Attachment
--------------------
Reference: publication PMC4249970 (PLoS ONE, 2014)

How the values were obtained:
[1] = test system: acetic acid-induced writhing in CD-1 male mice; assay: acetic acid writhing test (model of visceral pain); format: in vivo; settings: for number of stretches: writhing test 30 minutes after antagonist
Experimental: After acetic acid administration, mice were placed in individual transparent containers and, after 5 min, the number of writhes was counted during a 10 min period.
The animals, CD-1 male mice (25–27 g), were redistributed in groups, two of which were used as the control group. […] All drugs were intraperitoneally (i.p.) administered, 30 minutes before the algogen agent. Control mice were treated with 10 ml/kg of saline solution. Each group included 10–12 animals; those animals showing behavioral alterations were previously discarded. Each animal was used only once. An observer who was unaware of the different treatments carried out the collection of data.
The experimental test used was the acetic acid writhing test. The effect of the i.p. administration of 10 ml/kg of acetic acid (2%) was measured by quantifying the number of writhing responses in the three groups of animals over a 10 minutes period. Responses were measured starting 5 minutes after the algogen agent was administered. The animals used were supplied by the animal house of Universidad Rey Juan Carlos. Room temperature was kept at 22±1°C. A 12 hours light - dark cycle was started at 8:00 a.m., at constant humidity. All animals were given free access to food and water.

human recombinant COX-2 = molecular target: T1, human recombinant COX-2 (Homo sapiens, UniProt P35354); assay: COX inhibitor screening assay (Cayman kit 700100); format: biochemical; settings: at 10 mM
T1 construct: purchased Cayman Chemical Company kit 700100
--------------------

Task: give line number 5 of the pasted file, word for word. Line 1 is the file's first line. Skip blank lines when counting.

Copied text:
The animals, CD-1 male mice (25–27 g), were redistributed in groups, two of which were used as the control group. […] All drugs were intraperitoneally (i.p.) administered, 30 minutes before the algogen agent. Control mice were treated with 10 ml/kg of saline solution. Each group included 10–12 animals; those animals showing behavioral alterations were previously discarded. Each animal was used only once. An observer who was unaware of the different treatments carried out the collection of data.